Here’s a thought: it might be worth it for the PM to make it known that he wouldn’t mind her being in the debate — she’s always been nasty to him, so he’d look more statesman-like, and it’d help keep the vote split on the left.
Just a thought.
On the other hand, the dull, calm campaign with the “last reasonable man” voice has worked so far, so what the heck.
Steady as she goes, Stephen!
Update: Layton, Ignatieff say okay to May; Harper’s people? — Not so much.
Okay, so I’m pretty sure that Harper’s going to win a plurality in this election — I’m on record predicting a majority.
That said, he’s demonstrated a certain … talent … for winning less than he should, given the campaigns he runs.
So my early prediction for the majority-loser is this:
A maniacal laugh from Harper on e-day eve knocks the Tories down to 153 seats from a projected 160.
What say you, dear readers?
Well, where are we at, after the first weekend on the trail?
Stephen Harper was in Brampton, warning against the coalition/accord/any government but his.
I was in Eglinton-Lawrence, checking out the scene and volunteering for the CPC candidate.
The Tory message is, shall we say, unambiguous:
It’s blue or the deluge, people.
What is the vox populi thus far?
Well, um, the coalition message seems to be taking:
Leger Marketing surveyed 1,119 Canadians Saturday and Sunday and asked, among other things, if they believe Ignatieff when he says he’s “ruling out a coaliton.” Only 17% of those surveyed were prepared to take him at his word.
And even among those who identified themselves as Liberal voters, 35% do not believe their leader’s claim while just 32% do believe him. Nearly half of all NDP supporters, two-thirds of BQ supporters and 86% of Tory supporters aren’t buying what Iggy’s selling when it comes to the coalition.
But then, that doesn’t affect that many votes.
And it might be a moot point:
Despite a weekend of being hammered for their alleged contempt of Parliament, the Conservatives boast the support of 41 per cent of decided voters — 17 points ahead of the Liberals, who are at 24 per cent. The NDP is at 19 per cent, and the Bloc 10 per cent.
The Forum Research poll also breaks it down by seat count, suggesting that if the election were held today, the Tories would surge from 143 seats to 162 seats, the Liberals would drop 17 seats to 61, the Bloc would rise from 44 to 51, and the NDP would be whittled from 36 seats to 34. The poll, conducted over the weekend via telephone with a random sample of 2,095 voters, is within the range of approximately plus or minus 10 seats for each party.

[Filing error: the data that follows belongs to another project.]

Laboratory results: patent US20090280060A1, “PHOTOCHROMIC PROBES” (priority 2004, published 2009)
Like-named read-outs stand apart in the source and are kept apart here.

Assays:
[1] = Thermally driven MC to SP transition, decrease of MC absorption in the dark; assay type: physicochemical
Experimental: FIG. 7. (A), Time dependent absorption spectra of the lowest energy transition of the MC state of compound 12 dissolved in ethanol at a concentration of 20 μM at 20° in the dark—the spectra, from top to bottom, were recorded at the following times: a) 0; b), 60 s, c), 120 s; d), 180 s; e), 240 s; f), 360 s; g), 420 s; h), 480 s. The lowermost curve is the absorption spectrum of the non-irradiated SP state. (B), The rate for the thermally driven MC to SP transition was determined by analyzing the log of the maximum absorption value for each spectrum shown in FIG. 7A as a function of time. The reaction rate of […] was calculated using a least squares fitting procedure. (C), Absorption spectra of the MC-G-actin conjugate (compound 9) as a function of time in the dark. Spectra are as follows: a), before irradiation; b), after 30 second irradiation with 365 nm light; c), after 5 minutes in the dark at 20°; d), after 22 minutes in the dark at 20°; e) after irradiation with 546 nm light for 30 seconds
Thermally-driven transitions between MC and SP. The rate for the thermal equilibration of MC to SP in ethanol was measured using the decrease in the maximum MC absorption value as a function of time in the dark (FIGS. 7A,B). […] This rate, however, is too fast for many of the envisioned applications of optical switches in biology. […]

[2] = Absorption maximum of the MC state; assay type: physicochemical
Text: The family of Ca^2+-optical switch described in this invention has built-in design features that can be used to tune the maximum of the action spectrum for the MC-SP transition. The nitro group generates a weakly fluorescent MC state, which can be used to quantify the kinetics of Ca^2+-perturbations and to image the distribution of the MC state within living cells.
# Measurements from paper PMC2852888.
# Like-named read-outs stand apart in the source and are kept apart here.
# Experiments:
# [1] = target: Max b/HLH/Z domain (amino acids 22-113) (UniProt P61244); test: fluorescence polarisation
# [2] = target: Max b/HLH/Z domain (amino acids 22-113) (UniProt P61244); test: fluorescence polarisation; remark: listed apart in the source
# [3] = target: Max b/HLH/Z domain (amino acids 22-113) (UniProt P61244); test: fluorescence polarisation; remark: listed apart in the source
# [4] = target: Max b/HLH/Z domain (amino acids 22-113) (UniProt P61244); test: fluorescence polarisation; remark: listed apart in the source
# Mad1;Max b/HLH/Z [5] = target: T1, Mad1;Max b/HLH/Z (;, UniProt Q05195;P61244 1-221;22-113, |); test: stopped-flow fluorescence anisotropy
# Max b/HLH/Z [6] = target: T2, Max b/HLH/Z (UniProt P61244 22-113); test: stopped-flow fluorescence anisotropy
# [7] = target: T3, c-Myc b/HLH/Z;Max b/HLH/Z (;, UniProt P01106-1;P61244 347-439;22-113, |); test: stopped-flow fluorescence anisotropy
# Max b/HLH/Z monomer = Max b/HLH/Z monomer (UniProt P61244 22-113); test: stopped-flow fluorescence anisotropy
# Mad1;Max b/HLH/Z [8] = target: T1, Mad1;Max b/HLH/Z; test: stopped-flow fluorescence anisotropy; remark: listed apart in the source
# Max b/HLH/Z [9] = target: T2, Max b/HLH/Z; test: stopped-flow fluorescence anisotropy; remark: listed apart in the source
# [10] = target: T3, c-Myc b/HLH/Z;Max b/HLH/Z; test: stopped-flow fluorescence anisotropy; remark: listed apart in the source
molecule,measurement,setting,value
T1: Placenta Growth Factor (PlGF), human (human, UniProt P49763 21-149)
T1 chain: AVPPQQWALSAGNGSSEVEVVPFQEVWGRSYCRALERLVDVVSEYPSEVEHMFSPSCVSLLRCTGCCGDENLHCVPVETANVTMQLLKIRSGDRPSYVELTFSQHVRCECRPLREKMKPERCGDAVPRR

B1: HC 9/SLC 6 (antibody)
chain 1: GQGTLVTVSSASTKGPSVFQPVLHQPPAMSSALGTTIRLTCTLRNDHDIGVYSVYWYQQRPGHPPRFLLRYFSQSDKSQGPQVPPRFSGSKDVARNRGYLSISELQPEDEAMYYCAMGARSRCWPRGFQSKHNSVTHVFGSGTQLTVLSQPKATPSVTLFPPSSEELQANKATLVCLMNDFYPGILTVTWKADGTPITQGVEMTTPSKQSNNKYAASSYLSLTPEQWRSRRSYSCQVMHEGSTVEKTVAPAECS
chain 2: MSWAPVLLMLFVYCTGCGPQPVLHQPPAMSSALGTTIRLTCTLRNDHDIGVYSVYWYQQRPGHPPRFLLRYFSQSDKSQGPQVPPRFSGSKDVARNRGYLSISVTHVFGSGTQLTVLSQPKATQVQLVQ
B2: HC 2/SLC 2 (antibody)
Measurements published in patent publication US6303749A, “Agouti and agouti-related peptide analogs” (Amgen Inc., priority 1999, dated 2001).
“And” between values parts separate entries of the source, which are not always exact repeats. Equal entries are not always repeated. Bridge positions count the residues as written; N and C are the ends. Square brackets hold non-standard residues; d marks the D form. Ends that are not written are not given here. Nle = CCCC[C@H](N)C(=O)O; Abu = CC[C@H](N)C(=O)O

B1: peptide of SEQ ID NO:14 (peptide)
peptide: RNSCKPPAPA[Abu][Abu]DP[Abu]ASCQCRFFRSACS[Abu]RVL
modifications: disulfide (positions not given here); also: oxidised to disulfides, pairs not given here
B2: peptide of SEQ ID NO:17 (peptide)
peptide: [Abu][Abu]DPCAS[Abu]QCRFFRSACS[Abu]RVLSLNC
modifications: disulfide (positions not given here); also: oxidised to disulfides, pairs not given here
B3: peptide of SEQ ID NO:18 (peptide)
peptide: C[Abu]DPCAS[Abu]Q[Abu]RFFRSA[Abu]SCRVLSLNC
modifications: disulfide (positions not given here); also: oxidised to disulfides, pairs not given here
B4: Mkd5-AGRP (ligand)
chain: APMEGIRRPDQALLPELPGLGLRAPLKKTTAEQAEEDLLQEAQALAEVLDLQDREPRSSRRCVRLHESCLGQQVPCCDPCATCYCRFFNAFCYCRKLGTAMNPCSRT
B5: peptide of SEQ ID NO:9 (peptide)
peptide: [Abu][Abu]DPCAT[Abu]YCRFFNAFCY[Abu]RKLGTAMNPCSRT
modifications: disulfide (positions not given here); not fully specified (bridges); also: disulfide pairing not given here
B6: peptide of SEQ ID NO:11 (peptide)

Move those polls a little more, and maybe Chantal Hebert’s vision of Leader of Her Majesty’s Disloyal Opposition Gilles Duceppe takes a step closer to reality…
Anyway. The Liberals had a 40-28 lead on the Tories on December 5, 2005, so we know how campaigns can move numbers.
This is just a baseline — Harper is starting the campaign in majority territory.
There’s a great big point being missed by all the noise about coalitions — the point isn’t whether coalitions are legitimate. They are. The point is, who will be governing Canada in the 41st Parliament of Canada?
John Geddes ventures into the scenarios, more or less accurately.
Andrew Coyne mentions the traditional convention that the incumbent PM has the right to meet Parliament.
In fact, as a scholarly friend reminded me, it is the party in power at the time the election was called who has that right. The presumption is that it enjoys the confidence of the House until the House votes otherwise. Of course, in most cases the incumbent party, having suffered defeat at the polls and knowing defeat is certain in the House, does not attempt to hold onto power. But not always.